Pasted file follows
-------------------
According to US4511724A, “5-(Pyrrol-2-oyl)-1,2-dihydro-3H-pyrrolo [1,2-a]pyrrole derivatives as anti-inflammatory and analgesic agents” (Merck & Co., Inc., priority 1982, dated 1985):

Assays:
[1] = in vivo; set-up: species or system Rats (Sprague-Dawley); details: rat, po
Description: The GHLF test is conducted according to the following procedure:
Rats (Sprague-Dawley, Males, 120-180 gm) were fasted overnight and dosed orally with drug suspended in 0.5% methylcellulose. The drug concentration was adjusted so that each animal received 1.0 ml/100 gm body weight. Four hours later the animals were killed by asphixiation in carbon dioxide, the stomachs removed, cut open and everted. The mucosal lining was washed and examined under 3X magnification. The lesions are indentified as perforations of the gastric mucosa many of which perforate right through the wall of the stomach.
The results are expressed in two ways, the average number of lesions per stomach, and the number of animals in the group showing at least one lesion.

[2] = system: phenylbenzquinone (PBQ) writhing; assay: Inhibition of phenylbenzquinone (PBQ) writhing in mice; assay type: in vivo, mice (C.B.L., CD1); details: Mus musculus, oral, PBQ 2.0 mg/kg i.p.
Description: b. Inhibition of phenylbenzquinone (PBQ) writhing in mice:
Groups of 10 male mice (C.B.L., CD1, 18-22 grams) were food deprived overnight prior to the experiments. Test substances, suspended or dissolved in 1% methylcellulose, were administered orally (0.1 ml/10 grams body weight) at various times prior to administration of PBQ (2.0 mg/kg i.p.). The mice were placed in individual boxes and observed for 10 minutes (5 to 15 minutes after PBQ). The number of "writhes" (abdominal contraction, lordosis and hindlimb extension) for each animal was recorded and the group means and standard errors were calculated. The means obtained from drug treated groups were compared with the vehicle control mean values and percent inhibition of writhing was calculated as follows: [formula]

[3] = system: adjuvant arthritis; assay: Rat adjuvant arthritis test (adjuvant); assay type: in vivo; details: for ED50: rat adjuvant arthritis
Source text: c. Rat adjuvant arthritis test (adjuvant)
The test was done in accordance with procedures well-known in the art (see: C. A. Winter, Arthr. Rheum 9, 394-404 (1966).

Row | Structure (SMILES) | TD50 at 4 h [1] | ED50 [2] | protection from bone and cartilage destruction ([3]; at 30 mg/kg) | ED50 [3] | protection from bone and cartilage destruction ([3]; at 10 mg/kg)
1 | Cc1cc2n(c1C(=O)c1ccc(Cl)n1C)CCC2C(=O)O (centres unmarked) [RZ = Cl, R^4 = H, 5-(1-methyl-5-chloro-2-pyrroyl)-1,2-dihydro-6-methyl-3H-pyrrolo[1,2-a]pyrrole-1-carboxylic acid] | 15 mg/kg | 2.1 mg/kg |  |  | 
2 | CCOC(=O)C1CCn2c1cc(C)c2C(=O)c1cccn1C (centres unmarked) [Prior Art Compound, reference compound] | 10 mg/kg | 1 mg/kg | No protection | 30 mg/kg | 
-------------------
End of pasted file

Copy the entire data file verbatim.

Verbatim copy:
According to US4511724A, “5-(Pyrrol-2-oyl)-1,2-dihydro-3H-pyrrolo [1,2-a]pyrrole derivatives as anti-inflammatory and analgesic agents” (Merck & Co., Inc., priority 1982, dated 1985):

Assays:
[1] = in vivo; set-up: species or system Rats (Sprague-Dawley); details: rat, po
Description: The GHLF test is conducted according to the following procedure:
Rats (Sprague-Dawley, Males, 120-180 gm) were fasted overnight and dosed orally with drug suspended in 0.5% methylcellulose. The drug concentration was adjusted so that each animal received 1.0 ml/100 gm body weight. Four hours later the animals were killed by asphixiation in carbon dioxide, the stomachs removed, cut open and everted. The mucosal lining was washed and examined under 3X magnification. The lesions are indentified as perforations of the gastric mucosa many of which perforate right through the wall of the stomach.
The results are expressed in two ways, the average number of lesions per stomach, and the number of animals in the group showing at least one lesion.

[2] = system: phenylbenzquinone (PBQ) writhing; assay: Inhibition of phenylbenzquinone (PBQ) writhing in mice; assay type: in vivo, mice (C.B.L., CD1); details: Mus musculus, oral, PBQ 2.0 mg/kg i.p.
Description: b. Inhibition of phenylbenzquinone (PBQ) writhing in mice:
Groups of 10 male mice (C.B.L., CD1, 18-22 grams) were food deprived overnight prior to the experiments. Test substances, suspended or dissolved in 1% methylcellulose, were administered orally (0.1 ml/10 grams body weight) at various times prior to administration of PBQ (2.0 mg/kg i.p.). The mice were placed in individual boxes and observed for 10 minutes (5 to 15 minutes after PBQ). The number of "writhes" (abdominal contraction, lordosis and hindlimb extension) for each animal was recorded and the group means and standard errors were calculated. The means obtained from drug treated groups were compared with the vehicle control mean values and percent inhibition of writhing was calculated as follows: [formula]

[3] = system: adjuvant arthritis; assay: Rat adjuvant arthritis test (adjuvant); assay type: in vivo; details: for ED50: rat adjuvant arthritis
Source text: c. Rat adjuvant arthritis test (adjuvant)
The test was done in accordance with procedures well-known in the art (see: C. A. Winter, Arthr. Rheum 9, 394-404 (1966).

Row | Structure (SMILES) | TD50 at 4 h [1] | ED50 [2] | protection from bone and cartilage destruction ([3]; at 30 mg/kg) | ED50 [3] | protection from bone and cartilage destruction ([3]; at 10 mg/kg)
1 | Cc1cc2n(c1C(=O)c1ccc(Cl)n1C)CCC2C(=O)O (centres unmarked) [RZ = Cl, R^4 = H, 5-(1-methyl-5-chloro-2-pyrroyl)-1,2-dihydro-6-methyl-3H-pyrrolo[1,2-a]pyrrole-1-carboxylic acid] | 15 mg/kg | 2.1 mg/kg |  |  | 
2 | CCOC(=O)C1CCn2c1cc(C)c2C(=O)c1cccn1C (centres unmarked) [Prior Art Compound, reference compound] | 10 mg/kg | 1 mg/kg | No protection | 30 mg/kg | 